It now appears that Iraqi Prime Minister Nouri al-Maliki is going to form a new government–with the support of none other than Muqtada Sadr, who is always called a “radical cleric” by the western media and whose Mahdi Army militia inflicted some of the worst losses on the U.S. military during the recent war. Sadr is a curious figure–a populist nationalist who is intermittently close to Iran (right now he’s in a ‘close’ phase). He spent the last several years in Iran, studying in Qom, the religious center of Shi’ism. His long-term plan probably doesn’t involve civilian government, but perhaps religious authority on the order of Ayatollah Ali Sistani, the most revered figure in both Iraq and Qom. Some say Sadr doesn’t have the chops to be an ayatollah; he does have the family roots, however–both his father and uncle were revered figures, murdered by Saddam Hussein.
The Maliki-Sadr deal raises an absolutely crucial question: what about the Sunnis? This is precisely the government that the Sunni minority feared; they backed secularist Ayad Allawi, the top vote getting in last spring’s elections, who will now be firmly shut out of power. This may see a revival of the Sunni insurgency that David Petraeus quelled with cash in 2007.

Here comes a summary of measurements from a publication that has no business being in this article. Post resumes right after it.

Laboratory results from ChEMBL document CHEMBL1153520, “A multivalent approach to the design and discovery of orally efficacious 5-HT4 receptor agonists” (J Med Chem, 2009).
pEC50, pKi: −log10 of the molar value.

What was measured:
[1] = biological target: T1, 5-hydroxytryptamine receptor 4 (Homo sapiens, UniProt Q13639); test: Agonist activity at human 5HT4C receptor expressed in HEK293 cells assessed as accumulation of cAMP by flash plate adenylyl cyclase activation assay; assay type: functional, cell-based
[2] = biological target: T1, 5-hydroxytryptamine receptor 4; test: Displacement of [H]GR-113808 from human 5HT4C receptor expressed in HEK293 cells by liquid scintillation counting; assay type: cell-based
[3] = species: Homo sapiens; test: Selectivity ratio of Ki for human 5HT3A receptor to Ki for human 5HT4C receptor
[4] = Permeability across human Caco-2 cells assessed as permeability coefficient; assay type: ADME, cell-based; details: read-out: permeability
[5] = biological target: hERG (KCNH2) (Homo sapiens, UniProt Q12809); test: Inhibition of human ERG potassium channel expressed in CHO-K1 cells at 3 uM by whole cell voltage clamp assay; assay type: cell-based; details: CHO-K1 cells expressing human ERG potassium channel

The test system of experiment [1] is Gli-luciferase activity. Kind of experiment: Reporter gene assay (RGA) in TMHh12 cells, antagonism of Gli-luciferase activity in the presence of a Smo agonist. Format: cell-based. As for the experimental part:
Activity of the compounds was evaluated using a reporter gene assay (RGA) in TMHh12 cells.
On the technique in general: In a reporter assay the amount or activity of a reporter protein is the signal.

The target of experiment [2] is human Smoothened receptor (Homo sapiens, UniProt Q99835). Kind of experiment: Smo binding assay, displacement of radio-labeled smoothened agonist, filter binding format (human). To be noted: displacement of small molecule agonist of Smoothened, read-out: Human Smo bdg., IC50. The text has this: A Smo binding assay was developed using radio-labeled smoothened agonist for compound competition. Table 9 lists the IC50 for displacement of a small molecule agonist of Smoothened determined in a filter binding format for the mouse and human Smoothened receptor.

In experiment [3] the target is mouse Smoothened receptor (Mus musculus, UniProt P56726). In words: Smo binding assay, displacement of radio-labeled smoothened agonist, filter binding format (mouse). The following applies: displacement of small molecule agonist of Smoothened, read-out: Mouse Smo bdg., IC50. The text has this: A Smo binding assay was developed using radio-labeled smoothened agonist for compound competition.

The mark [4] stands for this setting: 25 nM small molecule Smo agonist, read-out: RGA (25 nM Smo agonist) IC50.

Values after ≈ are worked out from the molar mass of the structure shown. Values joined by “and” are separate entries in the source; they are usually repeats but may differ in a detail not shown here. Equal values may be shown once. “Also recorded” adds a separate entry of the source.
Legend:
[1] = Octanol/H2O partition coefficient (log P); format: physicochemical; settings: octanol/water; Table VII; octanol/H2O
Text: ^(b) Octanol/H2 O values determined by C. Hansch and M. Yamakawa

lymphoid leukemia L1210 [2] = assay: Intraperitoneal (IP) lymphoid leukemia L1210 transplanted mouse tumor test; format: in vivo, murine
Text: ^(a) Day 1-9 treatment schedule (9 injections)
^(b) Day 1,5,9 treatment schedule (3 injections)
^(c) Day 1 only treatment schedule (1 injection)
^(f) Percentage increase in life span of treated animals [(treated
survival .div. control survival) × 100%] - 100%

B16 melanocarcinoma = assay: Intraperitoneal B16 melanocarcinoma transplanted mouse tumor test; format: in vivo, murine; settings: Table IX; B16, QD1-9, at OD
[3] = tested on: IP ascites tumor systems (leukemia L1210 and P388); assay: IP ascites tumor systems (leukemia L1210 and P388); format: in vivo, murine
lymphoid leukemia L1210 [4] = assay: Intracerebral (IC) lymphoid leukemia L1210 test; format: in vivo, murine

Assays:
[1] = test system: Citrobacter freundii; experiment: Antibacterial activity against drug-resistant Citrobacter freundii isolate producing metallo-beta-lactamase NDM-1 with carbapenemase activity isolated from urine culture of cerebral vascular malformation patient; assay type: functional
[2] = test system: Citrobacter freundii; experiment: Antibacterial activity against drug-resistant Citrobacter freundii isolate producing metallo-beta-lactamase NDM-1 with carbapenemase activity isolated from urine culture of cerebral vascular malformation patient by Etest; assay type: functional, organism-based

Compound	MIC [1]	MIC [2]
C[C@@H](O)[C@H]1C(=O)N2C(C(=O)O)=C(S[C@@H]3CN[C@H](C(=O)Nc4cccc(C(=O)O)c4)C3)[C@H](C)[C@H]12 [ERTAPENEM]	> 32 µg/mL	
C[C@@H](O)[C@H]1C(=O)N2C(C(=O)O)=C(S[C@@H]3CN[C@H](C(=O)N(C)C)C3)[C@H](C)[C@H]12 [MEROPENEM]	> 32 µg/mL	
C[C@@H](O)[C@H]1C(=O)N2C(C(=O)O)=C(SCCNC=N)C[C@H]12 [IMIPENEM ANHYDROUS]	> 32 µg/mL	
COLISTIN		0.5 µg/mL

And what about, well…us? It is not certain that the Maliki-Sadr alliance will tilt toward Iran. Sadr has been anti-outsiders of all sorts in the past. But this does look like something less than the “victory” that John McCain and others were noisily touting last month. It looks, in fact, like an ongoing mess-as Time’s veteran Baghdad correspondent Bobby Ghosh lays out here.